Excess body weight, particularly around your waist, contributes to insulin resistance which is a condition where your cells are less responsive to the effect of insulin. Having excess weight is going to make your blood glucose levels difficult to control. The best way to achieve weight loss and maintain a healthy weight is through changing your diet and being physically active (moving more).
- Reduce the amount you eat.
- Modify your carbohydrate intake.
- Swap high for low GI foods (you won’t feel hungry).
- Cut back on saturated fats.
- Eat more regularly and don’t skip meals.
- Moderate your protein intake.
- Enjoy more vegetables (except starchy vegies such as potatoes) and fruit everyday.
- Cut back on salt.
There is no ‘ideal diet’ for weight loss and diabetes management. Research has shown that the type of food you eat determines what it is going to burn and what is going to be stored as body fat and that certain foods are going to be more satisfying. That’s where low GI foods can help. They fill you up and keep you satisfied for longer and they help you burn more body fat and less muscle.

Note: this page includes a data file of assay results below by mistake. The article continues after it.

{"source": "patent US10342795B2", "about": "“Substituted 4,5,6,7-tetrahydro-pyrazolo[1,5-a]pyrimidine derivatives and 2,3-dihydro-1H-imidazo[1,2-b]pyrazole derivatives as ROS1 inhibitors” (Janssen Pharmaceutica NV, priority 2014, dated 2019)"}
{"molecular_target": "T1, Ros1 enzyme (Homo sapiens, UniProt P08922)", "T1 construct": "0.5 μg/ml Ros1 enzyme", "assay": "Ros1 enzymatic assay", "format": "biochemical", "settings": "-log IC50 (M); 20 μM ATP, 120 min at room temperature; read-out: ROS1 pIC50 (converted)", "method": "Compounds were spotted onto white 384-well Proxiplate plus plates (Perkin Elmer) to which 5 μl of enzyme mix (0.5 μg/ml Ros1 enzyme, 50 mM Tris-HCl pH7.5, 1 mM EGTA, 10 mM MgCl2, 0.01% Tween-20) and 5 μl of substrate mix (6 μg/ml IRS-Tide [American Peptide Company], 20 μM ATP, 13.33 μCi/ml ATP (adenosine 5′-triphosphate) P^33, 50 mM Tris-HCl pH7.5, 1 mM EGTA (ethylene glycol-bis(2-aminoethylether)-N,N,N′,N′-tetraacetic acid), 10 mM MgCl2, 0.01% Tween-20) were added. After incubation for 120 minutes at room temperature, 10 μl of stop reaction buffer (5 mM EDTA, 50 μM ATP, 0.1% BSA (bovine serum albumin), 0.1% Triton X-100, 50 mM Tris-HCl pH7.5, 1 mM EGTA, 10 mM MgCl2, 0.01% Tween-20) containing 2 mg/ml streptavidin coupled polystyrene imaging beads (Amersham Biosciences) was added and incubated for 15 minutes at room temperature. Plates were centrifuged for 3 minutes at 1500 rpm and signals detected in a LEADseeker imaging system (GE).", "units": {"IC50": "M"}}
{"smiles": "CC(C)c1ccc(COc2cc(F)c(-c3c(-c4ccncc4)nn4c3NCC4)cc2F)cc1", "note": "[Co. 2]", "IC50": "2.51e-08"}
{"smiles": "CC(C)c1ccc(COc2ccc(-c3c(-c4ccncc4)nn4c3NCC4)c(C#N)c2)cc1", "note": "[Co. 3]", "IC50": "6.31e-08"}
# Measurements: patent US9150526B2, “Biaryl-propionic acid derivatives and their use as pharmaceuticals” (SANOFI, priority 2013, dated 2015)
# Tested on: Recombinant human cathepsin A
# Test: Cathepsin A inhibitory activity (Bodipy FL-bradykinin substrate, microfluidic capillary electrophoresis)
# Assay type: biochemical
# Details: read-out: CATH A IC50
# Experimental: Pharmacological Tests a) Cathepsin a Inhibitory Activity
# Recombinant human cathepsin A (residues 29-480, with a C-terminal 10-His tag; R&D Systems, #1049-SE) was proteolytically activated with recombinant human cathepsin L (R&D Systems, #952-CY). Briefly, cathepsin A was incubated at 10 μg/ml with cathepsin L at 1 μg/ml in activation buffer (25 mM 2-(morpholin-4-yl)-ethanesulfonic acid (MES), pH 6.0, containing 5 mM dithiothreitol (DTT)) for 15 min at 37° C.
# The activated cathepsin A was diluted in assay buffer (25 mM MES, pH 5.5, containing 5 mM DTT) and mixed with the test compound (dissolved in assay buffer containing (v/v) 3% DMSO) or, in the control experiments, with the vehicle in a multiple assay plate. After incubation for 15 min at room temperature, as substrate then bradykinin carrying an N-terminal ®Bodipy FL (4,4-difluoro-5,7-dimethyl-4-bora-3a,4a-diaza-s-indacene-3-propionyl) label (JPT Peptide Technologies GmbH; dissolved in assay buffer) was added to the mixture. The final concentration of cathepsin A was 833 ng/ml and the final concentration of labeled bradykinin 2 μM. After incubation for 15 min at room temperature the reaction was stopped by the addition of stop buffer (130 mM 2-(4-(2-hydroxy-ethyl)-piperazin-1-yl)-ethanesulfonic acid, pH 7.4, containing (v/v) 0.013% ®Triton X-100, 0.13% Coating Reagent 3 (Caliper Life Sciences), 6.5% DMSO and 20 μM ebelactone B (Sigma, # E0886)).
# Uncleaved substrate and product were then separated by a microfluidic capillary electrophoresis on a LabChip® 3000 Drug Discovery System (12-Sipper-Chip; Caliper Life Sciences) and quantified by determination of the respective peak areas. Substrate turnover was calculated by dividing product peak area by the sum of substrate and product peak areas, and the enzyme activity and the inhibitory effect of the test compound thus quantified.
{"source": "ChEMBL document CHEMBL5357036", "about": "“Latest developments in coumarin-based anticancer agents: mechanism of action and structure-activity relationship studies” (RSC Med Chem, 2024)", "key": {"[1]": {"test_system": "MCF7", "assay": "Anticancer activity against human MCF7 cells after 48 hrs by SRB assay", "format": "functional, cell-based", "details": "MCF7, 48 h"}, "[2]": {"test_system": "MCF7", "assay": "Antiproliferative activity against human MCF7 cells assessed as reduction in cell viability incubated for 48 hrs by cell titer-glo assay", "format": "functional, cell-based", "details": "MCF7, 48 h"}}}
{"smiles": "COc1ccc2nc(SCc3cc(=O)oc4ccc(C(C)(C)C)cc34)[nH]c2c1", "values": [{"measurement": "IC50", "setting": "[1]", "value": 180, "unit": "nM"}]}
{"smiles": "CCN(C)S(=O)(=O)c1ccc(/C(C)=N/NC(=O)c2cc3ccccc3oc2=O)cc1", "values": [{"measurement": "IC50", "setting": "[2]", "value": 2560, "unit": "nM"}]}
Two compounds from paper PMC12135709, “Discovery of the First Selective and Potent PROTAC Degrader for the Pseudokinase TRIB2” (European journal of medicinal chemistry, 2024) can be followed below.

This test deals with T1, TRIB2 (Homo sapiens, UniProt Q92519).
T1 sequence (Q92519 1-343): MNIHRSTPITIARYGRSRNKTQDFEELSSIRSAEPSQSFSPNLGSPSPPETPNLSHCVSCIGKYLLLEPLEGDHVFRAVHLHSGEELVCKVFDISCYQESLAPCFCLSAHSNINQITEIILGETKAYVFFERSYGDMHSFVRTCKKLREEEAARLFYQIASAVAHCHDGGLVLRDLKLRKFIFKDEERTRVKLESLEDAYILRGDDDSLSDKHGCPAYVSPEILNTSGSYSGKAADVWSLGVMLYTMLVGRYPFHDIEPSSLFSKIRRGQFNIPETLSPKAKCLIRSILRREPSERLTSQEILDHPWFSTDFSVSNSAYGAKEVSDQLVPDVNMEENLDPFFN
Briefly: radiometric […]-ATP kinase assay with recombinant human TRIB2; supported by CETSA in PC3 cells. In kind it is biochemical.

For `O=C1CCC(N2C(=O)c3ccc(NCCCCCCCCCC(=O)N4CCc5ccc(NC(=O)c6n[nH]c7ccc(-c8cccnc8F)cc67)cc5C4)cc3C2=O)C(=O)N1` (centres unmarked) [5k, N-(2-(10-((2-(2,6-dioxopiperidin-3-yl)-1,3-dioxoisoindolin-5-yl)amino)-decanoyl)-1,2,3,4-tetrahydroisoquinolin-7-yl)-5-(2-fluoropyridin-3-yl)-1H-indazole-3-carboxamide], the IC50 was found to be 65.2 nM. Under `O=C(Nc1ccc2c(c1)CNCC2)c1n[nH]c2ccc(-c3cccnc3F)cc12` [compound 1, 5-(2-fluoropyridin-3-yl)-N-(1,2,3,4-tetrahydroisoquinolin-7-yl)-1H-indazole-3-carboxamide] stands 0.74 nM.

For more information download our GI & Weight Management Fact Sheet
For individual advice on your own diet the services of an Accredited Practicing Dietitian (APD) are recommended. In Australia contact Dietitians Australia to find your nearest APD.
Few parts of our body (think elbows and eyelids) don’t have fat cells. We have billions of them. Where we store them is largely down to our genes. But where we can park the blame for their expansion is generally at the environment door – our sedentary lifestyle (long working hours, commuting, too much TV/computer time) and food choices press all the wrong buttons.
Some of us tend to store the excess fat around the waist and chest (tummy) and others on the hips and thighs. Storing fat around your tummy is more of a health risk than carrying it on your hips and thighs. That’s why an expanding waistline (even if you are in the healthy weight range) can be a warning sign for trouble ahead. So simply running a tape measure around your waist is an easy way to check out potential health risks.